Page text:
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In an effort to deal with the added anxiety of a pandemic, employees are turning to the nostalgic comfort of their favorite movies, music, and hobbies from decades ago. An article from The New York Times delves into this unique method of stress relief and uncovers many ways that individuals around the world are using cherished entertainment and activities to improve mental and emotional health. By escaping into the past, these workers report feeling happier, less conflicted, and hopeful.
In a year where nothing seems to have gone as expected and what the future holds has been of constant worry to many, the predictability of old favorites offers up comfort and simple joy. Movies like Jurassic Park (1993), Star Wars: The Empire Strikes Back (1980), Hocus Pocus (1993), and The Goonies (1985) have all hit box office highs in the past months as these classics have been featured at drive-in theaters that can accommodate social distancing recommendations. Of course, this year has not seen too many new-release films due to COVID-19-related concerns and impacts, but people aren’t turning to these throwbacks just because they have nothing else to do.
While this may sound like an unusual approach to serious mental and emotional health issues, there is research backing up claims that blasting ‘90s pop, playing old board games, or returning to a past hobby might have tangible wellness benefits by boosting optimism, confidence, and mood.
“We feel that we have lost footing at the present time, and we gain some comfort by taking a step back and revisiting something that reminds us of a time that we used to feel more connected with other people,” says Dr. Wing Yee Cheung, an Associate Professor in Psychology at the University of Winchester in England who studies nostalgia. “It gives you energy to cope with what is going on now and move forward.”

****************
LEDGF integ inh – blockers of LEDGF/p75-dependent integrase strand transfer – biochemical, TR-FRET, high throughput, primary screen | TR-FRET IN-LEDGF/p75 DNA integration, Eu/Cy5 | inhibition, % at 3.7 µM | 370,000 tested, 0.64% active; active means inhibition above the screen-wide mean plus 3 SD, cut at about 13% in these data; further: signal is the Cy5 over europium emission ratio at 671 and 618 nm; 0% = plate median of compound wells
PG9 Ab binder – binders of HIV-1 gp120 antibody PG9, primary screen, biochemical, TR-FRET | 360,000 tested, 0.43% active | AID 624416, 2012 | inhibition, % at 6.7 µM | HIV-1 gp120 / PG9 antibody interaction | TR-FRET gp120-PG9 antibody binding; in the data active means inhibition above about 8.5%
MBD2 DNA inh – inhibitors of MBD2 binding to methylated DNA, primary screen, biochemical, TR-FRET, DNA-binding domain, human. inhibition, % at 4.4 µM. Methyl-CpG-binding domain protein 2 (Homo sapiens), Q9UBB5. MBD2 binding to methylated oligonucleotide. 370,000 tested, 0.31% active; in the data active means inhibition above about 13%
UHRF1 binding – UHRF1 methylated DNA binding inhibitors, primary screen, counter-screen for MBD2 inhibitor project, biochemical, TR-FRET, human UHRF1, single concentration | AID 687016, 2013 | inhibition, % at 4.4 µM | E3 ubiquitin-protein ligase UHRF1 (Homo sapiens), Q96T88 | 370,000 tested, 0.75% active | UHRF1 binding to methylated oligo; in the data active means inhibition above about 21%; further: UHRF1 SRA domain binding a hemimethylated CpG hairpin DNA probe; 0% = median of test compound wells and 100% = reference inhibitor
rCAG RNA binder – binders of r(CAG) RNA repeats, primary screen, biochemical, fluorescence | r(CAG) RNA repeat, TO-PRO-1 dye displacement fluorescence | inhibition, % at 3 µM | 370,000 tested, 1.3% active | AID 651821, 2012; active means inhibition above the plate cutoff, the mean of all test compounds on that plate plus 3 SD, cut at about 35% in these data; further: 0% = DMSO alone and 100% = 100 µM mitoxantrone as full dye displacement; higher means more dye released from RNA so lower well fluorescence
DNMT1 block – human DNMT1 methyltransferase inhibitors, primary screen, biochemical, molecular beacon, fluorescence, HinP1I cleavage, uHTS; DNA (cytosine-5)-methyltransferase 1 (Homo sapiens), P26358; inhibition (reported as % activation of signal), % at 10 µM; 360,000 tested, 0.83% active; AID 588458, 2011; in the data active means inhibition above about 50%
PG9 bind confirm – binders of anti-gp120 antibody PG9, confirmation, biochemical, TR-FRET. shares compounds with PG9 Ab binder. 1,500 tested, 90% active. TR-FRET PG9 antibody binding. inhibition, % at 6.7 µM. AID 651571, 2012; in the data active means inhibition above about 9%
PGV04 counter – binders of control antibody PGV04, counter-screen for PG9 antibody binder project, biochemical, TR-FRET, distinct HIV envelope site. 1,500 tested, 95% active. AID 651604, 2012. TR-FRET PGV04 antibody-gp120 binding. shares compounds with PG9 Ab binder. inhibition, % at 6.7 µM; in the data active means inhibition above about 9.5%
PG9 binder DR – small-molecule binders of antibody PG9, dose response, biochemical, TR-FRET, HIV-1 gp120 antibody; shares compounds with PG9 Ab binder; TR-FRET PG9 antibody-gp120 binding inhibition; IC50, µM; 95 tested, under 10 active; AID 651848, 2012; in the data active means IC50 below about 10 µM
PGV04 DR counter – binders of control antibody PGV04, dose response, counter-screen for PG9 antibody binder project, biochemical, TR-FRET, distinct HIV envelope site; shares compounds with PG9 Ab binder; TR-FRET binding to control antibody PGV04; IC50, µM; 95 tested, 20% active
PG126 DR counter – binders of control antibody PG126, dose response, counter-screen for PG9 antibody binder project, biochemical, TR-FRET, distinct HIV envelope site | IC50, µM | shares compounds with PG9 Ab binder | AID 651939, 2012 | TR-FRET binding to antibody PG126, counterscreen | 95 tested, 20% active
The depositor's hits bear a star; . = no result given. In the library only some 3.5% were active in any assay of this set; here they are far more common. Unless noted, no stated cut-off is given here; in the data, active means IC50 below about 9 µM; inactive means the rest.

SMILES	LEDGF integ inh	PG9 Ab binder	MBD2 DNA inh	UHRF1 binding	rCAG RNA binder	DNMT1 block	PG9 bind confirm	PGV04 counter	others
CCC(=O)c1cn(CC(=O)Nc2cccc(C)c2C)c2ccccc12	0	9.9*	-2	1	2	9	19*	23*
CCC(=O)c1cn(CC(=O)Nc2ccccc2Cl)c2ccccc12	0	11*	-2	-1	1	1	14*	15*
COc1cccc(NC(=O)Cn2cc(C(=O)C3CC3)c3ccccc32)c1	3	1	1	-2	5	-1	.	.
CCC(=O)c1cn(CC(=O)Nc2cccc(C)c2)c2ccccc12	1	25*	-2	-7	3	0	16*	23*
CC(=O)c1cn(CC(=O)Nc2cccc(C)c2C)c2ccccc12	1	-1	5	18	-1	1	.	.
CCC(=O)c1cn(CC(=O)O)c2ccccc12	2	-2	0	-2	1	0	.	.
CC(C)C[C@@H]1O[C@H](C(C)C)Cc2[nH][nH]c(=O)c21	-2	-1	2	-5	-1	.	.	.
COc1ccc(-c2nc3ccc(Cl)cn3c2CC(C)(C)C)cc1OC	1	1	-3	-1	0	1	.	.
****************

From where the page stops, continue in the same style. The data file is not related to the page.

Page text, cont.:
These positive changes can last a few minutes or an entire day. Dr. Lasana Harris, an Assistant Professor of Psychology at University College London, explains: “It changes the narrative you’re constantly telling yourself—reminding yourself you do have people who love and care for you even if you haven’t had a hug in a while.”
Wellness Isn’t Just Dieting, Exercising
Conjuring nostalgia is an effective (and fun) way to boost well-being and bring families and communities together, especially at a time when so many feel isolated. This is an incredible example of how wellness should not be limited to traditional views of health that start and stop with dieting, exercise, and doctor visits. While those are great ways to accomplish certain health goals, they miss a great deal of nuance when it comes to supporting someone’s overall well-being. A complete view of wellness considers all the physical, mental, emotional, spiritual, social, financial, and personal aspects of an individual’s life.
As employee wellness programs continue to trend towards this more productive and effective approach of holistic health, companies should not shy away from using unique methods—like putting on an old movie marathon—to foster a happier, healthier, and more productive workforce. In this case, employers can easily educate their employees about the benefits of simply listening to favorite music from the past or returning to an old hobby that conjures fond memories. While it costs nothing to educate workers about this tip, employers can also go a step further by arranging a social event for watching a classic movie. If it is not feasible to do an event in person, these events can be virtual and support casual conversations over online communication. This can be an effective way to boost a sense of connection between colleagues, as many are working remotely and teams are struggling to feel a sense of belonging.